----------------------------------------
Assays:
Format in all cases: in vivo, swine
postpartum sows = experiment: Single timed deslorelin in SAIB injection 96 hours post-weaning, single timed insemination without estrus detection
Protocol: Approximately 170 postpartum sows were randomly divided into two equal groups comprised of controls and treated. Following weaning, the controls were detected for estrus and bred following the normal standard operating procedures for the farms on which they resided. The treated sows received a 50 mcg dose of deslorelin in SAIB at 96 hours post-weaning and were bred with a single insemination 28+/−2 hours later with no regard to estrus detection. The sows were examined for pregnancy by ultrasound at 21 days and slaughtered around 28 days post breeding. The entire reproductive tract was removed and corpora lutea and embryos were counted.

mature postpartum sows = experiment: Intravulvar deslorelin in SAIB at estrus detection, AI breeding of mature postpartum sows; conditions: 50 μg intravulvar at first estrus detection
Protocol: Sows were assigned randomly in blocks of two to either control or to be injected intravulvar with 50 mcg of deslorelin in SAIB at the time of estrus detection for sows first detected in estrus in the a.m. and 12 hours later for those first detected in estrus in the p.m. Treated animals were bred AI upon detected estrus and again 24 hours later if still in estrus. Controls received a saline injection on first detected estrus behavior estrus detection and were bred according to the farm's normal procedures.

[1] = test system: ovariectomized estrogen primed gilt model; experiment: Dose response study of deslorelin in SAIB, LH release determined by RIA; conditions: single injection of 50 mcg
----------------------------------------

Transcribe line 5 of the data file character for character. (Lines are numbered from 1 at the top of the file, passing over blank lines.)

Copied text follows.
mature postpartum sows = experiment: Intravulvar deslorelin in SAIB at estrus detection, AI breeding of mature postpartum sows; conditions: 50 μg intravulvar at first estrus detection